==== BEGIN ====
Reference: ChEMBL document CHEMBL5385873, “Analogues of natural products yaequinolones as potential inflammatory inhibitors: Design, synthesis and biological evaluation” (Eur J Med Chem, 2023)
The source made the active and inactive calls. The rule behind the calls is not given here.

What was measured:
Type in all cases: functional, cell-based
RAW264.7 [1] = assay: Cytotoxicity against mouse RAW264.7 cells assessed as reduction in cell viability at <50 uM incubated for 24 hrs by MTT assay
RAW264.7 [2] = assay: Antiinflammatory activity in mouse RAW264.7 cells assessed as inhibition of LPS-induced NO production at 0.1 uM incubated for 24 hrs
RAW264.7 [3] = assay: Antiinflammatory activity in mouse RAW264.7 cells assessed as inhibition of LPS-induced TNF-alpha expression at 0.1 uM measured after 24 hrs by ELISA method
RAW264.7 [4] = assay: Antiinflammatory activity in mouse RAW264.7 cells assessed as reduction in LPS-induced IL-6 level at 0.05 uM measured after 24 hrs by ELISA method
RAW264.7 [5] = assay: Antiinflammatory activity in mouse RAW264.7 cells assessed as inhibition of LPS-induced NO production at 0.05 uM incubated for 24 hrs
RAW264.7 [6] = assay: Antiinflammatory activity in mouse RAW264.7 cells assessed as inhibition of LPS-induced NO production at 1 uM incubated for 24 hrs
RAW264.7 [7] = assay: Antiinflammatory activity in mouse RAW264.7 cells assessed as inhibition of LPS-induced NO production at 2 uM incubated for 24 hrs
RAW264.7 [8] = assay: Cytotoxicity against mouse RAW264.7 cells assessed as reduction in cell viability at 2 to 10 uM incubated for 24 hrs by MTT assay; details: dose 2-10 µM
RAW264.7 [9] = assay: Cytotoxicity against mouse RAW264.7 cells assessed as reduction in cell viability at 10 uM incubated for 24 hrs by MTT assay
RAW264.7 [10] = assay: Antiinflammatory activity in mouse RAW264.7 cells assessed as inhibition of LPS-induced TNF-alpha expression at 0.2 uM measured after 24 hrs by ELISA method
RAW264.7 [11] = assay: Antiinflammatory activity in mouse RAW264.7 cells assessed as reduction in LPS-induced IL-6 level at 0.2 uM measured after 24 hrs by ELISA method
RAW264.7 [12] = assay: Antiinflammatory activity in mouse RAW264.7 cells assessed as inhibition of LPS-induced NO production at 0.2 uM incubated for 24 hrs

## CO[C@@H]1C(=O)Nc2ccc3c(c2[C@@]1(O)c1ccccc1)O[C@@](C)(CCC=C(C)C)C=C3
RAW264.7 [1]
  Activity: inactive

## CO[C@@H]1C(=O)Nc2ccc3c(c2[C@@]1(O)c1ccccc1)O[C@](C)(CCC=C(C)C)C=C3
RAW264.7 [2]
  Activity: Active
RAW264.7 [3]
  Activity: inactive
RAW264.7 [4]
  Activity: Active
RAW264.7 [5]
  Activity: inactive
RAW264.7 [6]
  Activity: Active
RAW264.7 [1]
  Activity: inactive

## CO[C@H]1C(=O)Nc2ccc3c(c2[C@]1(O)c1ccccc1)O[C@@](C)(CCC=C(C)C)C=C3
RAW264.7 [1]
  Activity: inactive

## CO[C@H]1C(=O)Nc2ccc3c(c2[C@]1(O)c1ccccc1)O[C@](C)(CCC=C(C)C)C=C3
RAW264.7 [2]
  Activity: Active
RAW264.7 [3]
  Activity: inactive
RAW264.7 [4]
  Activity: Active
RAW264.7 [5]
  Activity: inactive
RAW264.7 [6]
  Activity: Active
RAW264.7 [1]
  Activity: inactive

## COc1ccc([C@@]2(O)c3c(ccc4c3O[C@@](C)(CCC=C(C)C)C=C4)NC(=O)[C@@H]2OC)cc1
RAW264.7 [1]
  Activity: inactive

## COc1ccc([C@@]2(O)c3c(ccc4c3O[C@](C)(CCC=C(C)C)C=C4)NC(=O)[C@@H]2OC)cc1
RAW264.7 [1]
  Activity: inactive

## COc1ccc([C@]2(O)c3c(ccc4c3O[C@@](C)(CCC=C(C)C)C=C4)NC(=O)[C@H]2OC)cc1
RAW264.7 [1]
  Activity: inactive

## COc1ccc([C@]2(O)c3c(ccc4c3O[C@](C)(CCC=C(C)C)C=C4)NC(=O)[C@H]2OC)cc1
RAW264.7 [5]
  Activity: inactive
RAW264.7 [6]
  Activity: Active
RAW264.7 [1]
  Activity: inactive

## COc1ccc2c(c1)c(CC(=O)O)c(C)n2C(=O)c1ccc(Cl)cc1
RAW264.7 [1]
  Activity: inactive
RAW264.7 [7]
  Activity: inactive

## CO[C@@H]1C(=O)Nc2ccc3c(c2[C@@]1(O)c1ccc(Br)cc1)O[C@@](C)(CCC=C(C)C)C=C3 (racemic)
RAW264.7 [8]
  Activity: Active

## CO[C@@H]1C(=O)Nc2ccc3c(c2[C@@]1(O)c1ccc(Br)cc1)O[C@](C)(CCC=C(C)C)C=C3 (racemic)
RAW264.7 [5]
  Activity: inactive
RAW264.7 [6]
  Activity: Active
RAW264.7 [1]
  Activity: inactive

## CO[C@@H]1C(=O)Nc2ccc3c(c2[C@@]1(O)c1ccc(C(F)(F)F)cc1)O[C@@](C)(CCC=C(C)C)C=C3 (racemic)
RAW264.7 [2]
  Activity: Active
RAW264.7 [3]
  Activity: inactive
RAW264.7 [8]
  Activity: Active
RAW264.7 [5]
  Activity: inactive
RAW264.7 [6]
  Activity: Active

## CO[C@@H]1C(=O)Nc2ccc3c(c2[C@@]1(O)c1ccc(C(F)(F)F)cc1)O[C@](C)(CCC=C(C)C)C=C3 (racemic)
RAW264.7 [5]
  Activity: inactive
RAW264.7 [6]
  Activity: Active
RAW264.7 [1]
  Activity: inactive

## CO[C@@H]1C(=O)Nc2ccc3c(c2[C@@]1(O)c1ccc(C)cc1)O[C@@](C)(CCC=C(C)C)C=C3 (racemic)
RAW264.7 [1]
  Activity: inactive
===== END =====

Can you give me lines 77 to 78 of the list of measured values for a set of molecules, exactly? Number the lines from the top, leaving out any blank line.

  Activity: Active
RAW264.7 [1]